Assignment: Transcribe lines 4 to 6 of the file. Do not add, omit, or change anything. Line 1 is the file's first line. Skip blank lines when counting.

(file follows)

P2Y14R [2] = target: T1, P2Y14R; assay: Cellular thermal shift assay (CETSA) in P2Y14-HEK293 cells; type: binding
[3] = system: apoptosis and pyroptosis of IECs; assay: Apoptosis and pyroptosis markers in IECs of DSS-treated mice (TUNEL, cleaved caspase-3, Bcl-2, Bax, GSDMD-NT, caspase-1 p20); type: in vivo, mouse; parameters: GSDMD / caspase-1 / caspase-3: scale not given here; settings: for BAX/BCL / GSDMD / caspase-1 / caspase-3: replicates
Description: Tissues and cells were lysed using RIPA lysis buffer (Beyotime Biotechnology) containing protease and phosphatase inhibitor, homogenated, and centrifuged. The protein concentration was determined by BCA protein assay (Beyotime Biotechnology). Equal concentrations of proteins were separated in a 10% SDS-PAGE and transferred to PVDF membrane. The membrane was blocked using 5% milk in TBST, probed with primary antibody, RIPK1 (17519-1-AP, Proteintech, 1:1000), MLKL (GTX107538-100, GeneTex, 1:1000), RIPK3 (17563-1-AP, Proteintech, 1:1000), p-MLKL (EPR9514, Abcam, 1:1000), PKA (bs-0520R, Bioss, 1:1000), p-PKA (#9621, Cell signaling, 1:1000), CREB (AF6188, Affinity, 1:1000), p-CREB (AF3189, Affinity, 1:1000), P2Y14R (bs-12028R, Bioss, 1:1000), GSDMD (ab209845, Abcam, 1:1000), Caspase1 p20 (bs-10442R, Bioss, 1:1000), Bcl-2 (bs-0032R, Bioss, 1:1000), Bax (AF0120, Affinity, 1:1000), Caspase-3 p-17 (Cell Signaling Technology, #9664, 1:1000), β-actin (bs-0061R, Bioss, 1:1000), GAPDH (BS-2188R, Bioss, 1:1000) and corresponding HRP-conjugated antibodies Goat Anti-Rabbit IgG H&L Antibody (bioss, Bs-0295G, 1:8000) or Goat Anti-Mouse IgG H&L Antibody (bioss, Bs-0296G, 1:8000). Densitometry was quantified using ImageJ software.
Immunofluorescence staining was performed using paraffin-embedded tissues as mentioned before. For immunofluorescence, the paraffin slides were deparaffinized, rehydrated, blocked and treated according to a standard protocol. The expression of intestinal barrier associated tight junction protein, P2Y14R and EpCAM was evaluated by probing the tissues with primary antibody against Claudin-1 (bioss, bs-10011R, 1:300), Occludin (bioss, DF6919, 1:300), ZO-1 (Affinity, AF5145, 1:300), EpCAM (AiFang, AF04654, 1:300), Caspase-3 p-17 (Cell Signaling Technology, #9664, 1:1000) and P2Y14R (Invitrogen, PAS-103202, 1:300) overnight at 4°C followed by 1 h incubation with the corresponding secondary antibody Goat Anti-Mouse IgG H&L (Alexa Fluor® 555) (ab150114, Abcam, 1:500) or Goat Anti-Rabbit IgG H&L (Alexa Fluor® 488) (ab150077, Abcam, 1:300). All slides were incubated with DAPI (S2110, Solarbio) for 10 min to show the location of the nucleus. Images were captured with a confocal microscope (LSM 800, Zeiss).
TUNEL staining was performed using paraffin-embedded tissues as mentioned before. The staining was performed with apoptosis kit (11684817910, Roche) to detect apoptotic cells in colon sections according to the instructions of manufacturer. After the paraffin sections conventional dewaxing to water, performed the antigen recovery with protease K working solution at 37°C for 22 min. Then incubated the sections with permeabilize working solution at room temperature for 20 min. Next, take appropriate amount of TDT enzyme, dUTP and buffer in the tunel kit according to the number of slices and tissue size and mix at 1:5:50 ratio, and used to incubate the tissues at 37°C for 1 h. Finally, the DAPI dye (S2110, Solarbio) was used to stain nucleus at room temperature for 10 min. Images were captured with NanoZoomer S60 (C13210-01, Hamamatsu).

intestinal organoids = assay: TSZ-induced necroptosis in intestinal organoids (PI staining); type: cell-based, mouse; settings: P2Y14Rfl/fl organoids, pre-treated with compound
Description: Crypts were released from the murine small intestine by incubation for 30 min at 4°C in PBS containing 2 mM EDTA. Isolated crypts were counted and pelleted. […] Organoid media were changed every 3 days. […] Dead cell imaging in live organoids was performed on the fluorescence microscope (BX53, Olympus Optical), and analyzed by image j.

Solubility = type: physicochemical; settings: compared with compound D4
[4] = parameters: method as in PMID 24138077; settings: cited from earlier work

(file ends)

Immunofluorescence staining was performed using paraffin-embedded tissues as mentioned before. For immunofluorescence, the paraffin slides were deparaffinized, rehydrated, blocked and treated according to a standard protocol. The expression of intestinal barrier associated tight junction protein, P2Y14R and EpCAM was evaluated by probing the tissues with primary antibody against Claudin-1 (bioss, bs-10011R, 1:300), Occludin (bioss, DF6919, 1:300), ZO-1 (Affinity, AF5145, 1:300), EpCAM (AiFang, AF04654, 1:300), Caspase-3 p-17 (Cell Signaling Technology, #9664, 1:1000) and P2Y14R (Invitrogen, PAS-103202, 1:300) overnight at 4°C followed by 1 h incubation with the corresponding secondary antibody Goat Anti-Mouse IgG H&L (Alexa Fluor® 555) (ab150114, Abcam, 1:500) or Goat Anti-Rabbit IgG H&L (Alexa Fluor® 488) (ab150077, Abcam, 1:300). All slides were incubated with DAPI (S2110, Solarbio) for 10 min to show the location of the nucleus. Images were captured with a confocal microscope (LSM 800, Zeiss).
TUNEL staining was performed using paraffin-embedded tissues as mentioned before. The staining was performed with apoptosis kit (11684817910, Roche) to detect apoptotic cells in colon sections according to the instructions of manufacturer. After the paraffin sections conventional dewaxing to water, performed the antigen recovery with protease K working solution at 37°C for 22 min. Then incubated the sections with permeabilize working solution at room temperature for 20 min. Next, take appropriate amount of TDT enzyme, dUTP and buffer in the tunel kit according to the number of slices and tissue size and mix at 1:5:50 ratio, and used to incubate the tissues at 37°C for 1 h. Finally, the DAPI dye (S2110, Solarbio) was used to stain nucleus at room temperature for 10 min. Images were captured with NanoZoomer S60 (C13210-01, Hamamatsu).

intestinal organoids = assay: TSZ-induced necroptosis in intestinal organoids (PI staining); type: cell-based, mouse; settings: P2Y14Rfl/fl organoids, pre-treated with compound